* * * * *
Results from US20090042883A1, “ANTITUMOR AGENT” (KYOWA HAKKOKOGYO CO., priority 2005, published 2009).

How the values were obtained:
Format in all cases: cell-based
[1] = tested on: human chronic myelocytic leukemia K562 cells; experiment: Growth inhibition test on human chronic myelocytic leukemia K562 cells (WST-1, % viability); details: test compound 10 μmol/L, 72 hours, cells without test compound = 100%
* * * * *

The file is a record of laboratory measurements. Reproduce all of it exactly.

Results from US20090042883A1, “ANTITUMOR AGENT” (KYOWA HAKKOKOGYO CO., priority 2005, published 2009).

How the values were obtained:
Format in all cases: cell-based
[1] = tested on: human chronic myelocytic leukemia K562 cells; experiment: Growth inhibition test on human chronic myelocytic leukemia K562 cells (WST-1, % viability); details: test compound 10 μmol/L, 72 hours, cells without test compound = 100%